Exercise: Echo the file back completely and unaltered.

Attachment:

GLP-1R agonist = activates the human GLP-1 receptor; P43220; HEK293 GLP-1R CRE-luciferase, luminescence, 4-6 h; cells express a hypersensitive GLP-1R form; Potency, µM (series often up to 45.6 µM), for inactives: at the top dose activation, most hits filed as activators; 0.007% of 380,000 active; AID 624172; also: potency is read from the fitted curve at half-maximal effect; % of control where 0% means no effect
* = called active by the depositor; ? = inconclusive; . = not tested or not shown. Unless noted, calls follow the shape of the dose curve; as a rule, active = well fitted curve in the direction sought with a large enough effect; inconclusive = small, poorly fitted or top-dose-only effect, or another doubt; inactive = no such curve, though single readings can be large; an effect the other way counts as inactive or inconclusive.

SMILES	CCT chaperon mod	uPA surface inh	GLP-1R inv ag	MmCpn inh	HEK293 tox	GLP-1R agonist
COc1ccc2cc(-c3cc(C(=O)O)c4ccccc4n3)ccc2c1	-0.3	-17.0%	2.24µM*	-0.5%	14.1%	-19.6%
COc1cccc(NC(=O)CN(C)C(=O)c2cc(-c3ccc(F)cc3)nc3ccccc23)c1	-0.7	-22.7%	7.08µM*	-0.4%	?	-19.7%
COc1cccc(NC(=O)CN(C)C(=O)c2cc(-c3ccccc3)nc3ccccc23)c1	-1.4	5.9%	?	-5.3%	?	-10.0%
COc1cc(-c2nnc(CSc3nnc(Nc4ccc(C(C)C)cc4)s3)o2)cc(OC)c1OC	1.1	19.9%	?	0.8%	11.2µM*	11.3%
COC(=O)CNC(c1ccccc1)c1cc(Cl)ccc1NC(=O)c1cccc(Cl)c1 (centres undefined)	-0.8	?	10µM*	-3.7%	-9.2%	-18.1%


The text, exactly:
GLP-1R agonist = activates the human GLP-1 receptor; P43220; HEK293 GLP-1R CRE-luciferase, luminescence, 4-6 h; cells express a hypersensitive GLP-1R form; Potency, µM (series often up to 45.6 µM), for inactives: at the top dose activation, most hits filed as activators; 0.007% of 380,000 active; AID 624172; also: potency is read from the fitted curve at half-maximal effect; % of control where 0% means no effect
* = called active by the depositor; ? = inconclusive; . = not tested or not shown. Unless noted, calls follow the shape of the dose curve; as a rule, active = well fitted curve in the direction sought with a large enough effect; inconclusive = small, poorly fitted or top-dose-only effect, or another doubt; inactive = no such curve, though single readings can be large; an effect the other way counts as inactive or inconclusive.

SMILES	CCT chaperon mod	uPA surface inh	GLP-1R inv ag	MmCpn inh	HEK293 tox	GLP-1R agonist
COc1ccc2cc(-c3cc(C(=O)O)c4ccccc4n3)ccc2c1	-0.3	-17.0%	2.24µM*	-0.5%	14.1%	-19.6%
COc1cccc(NC(=O)CN(C)C(=O)c2cc(-c3ccc(F)cc3)nc3ccccc23)c1	-0.7	-22.7%	7.08µM*	-0.4%	?	-19.7%
COc1cccc(NC(=O)CN(C)C(=O)c2cc(-c3ccccc3)nc3ccccc23)c1	-1.4	5.9%	?	-5.3%	?	-10.0%
COc1cc(-c2nnc(CSc3nnc(Nc4ccc(C(C)C)cc4)s3)o2)cc(OC)c1OC	1.1	19.9%	?	0.8%	11.2µM*	11.3%
COC(=O)CNC(c1ccccc1)c1cc(Cl)ccc1NC(=O)c1cccc(Cl)c1 (centres undefined)	-0.8	?	10µM*	-3.7%	-9.2%	-18.1%